EARS help in Houston

Effingham resident Kathy Utz, along with her dog, packs a van of pet supplies to take to Houston.

By Kim Jansen

News Report Staff

Retired school teacher, Kathy Utz, wanted to lend a helping hand to the victims of Hurricane Harvey, which ripped through Texas a month ago leaving thousands without homes.

Hurricane Harvey made landfall in South-Central Texas in late August as a Category 4 hurricane, with 130-mph winds and heavy rains. The hurricane moved through the state, killing 70 and damaging nearly 100,000 homes, according to reports.

The Effingham resident wasn’t exactly sure what she would do to help those in need, but after hearing reports from the area, she, along with board members of the local EARS organization, decided they could make a difference by helping the pets who were lost or surrendered in the deadly hurricane.

“I just knew I wanted to do something. I have always wanted to help out in a situation like this. So, that is what I ended up doing,” said Utz.

With Utz being an active member of the EARS organization, animal rescue was a natural fit for her, and the board of EARS began to discuss options on what they could do.

“As a board, we talked about things we could do to help,” said Utz. “We knew we wanted to send supplies.”

Representatives of EARS began collecting donated supplies and cash donations, with stations set up at different businesses in the area. The board also received assistance from Enterprise, which helped the board find a cargo van it could afford to take on the trip.

“The community was fantastic. We got cash donations and enough supplies to fill over three-fourths of the van,” said Utz.

Since there were two seats in the van, Utz and her sister, Judy DeVore, of the St. Louis area, headed to the Houston area, where they worked with Best Friends Animal Society, a national organization heading up the pet rescue efforts.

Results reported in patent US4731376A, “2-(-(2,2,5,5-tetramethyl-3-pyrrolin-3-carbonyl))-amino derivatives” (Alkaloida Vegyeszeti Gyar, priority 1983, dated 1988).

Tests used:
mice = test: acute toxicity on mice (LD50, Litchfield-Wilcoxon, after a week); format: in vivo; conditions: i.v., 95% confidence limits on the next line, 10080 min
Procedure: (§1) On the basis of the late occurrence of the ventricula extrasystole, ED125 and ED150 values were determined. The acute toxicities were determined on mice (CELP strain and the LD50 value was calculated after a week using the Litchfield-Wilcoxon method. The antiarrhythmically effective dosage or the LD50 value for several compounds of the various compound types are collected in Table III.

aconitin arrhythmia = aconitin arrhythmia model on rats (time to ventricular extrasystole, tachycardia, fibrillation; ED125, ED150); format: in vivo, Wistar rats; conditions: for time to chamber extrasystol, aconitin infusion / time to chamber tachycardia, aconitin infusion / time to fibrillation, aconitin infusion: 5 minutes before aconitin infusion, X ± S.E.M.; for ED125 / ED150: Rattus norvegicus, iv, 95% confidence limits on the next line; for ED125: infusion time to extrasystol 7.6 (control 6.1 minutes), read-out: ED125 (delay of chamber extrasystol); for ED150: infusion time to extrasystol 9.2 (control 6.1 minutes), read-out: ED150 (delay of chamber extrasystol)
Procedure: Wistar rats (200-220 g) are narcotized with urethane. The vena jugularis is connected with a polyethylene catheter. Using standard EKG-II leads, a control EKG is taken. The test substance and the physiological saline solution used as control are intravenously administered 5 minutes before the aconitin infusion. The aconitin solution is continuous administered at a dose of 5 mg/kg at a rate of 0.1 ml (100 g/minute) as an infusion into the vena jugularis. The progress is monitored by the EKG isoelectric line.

“We did a lot to help with the dogs that couldn’t be moved yet,” said Utz, who said the pair cared for the pets, helped distribute flyers and provided any assistance the organization needed.

At the time Utz was in Houston, Best Friends was caring for over 500 dogs that were found during the disaster. Each of the pets were on a 30-day-hold, meaning pet owners had 30 days to claim their pet before the organization found a new home for them.

Since Utz would have an empty cargo van for the trip back, EARS had already determined it would bring back as many pets as it could to be adopted by local families.

So, on the 20-hour trip home, Utz and her sister had seven new traveling companions — two Labrador puppies, one Chihuahua/Beagle mix and four kittens.

“We were lucky to get very adoptable pets,” said Utz, adding the two Lab puppies have already found new homes.

Looking back on the six-day trip, Utz feels blessed to have been part of relief efforts, and she will remember both the happy and the sad events that came with the trip.

“The saddest thing was the streets,” said Utz. “Every street was piled high with everyone’s belongings. Every street you went down, there were just curbsides piled with what had been in the houses.”

She added several businesses had closed and some people in the wealthier neighborhoods were living in campers outside of their homes.

Utz was glad she was able to play a small part in helping the hurricane victims.

“It is a great feeling,” she said. “I hope I did some good, but it was a very small thing. But, I felt like I did something.”